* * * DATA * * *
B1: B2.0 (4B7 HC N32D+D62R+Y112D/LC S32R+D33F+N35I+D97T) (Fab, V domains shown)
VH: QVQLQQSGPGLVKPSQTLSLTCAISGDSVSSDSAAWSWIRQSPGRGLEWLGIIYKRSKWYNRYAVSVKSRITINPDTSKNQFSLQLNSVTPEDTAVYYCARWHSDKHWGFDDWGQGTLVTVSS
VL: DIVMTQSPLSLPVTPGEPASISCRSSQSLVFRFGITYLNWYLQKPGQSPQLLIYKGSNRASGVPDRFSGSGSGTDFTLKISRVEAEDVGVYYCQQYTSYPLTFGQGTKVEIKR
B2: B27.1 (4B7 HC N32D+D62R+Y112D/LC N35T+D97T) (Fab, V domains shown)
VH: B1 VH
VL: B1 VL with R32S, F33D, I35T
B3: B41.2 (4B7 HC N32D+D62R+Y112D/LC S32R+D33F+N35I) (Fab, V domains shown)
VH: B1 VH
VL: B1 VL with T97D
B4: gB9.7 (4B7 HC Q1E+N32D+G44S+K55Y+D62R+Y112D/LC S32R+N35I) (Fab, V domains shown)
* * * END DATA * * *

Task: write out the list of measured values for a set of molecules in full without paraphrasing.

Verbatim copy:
B1: B2.0 (4B7 HC N32D+D62R+Y112D/LC S32R+D33F+N35I+D97T) (Fab, V domains shown)
VH: QVQLQQSGPGLVKPSQTLSLTCAISGDSVSSDSAAWSWIRQSPGRGLEWLGIIYKRSKWYNRYAVSVKSRITINPDTSKNQFSLQLNSVTPEDTAVYYCARWHSDKHWGFDDWGQGTLVTVSS
VL: DIVMTQSPLSLPVTPGEPASISCRSSQSLVFRFGITYLNWYLQKPGQSPQLLIYKGSNRASGVPDRFSGSGSGTDFTLKISRVEAEDVGVYYCQQYTSYPLTFGQGTKVEIKR
B2: B27.1 (4B7 HC N32D+D62R+Y112D/LC N35T+D97T) (Fab, V domains shown)
VH: B1 VH
VL: B1 VL with R32S, F33D, I35T
B3: B41.2 (4B7 HC N32D+D62R+Y112D/LC S32R+D33F+N35I) (Fab, V domains shown)
VH: B1 VH
VL: B1 VL with T97D
B4: gB9.7 (4B7 HC Q1E+N32D+G44S+K55Y+D62R+Y112D/LC S32R+N35I) (Fab, V domains shown)